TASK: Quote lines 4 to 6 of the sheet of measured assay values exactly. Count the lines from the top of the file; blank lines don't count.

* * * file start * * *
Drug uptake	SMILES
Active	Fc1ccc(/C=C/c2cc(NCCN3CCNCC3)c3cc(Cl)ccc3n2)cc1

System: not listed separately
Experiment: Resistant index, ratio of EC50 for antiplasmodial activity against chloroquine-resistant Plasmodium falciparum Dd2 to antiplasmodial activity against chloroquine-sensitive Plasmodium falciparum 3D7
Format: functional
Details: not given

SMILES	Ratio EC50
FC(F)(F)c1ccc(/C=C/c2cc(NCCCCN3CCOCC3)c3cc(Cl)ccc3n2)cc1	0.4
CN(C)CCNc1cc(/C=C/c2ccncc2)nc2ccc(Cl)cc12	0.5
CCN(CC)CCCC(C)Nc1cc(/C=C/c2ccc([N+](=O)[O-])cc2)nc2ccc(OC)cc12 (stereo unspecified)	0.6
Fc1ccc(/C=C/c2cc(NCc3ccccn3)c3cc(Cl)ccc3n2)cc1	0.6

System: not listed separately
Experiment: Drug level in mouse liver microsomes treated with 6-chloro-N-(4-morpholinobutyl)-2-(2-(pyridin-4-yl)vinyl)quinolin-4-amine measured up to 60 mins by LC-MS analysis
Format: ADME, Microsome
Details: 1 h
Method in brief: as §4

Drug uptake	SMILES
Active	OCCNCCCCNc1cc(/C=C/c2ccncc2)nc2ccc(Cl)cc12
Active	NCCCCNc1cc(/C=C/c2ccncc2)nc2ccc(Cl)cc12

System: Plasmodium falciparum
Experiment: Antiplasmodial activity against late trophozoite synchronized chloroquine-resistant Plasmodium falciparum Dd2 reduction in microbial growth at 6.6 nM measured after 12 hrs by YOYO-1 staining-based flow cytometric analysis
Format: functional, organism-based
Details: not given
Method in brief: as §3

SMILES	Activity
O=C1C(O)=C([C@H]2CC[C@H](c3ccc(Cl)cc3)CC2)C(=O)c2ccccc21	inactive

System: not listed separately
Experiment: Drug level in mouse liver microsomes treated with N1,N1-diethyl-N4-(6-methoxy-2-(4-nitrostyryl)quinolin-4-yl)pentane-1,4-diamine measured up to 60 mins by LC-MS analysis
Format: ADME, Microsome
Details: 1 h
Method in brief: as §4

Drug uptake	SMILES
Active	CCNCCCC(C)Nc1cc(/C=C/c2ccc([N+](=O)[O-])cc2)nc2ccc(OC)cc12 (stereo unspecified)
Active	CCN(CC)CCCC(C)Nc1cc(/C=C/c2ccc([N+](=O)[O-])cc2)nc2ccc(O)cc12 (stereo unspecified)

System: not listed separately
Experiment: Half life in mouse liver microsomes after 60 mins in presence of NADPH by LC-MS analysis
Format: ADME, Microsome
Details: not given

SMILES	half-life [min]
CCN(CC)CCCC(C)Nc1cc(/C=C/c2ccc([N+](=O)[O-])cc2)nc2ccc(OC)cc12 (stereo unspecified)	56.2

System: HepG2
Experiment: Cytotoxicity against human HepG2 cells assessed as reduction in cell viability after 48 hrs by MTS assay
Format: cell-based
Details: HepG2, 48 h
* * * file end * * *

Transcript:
Experiment: Resistant index, ratio of EC50 for antiplasmodial activity against chloroquine-resistant Plasmodium falciparum Dd2 to antiplasmodial activity against chloroquine-sensitive Plasmodium falciparum 3D7
Format: functional
Details: not given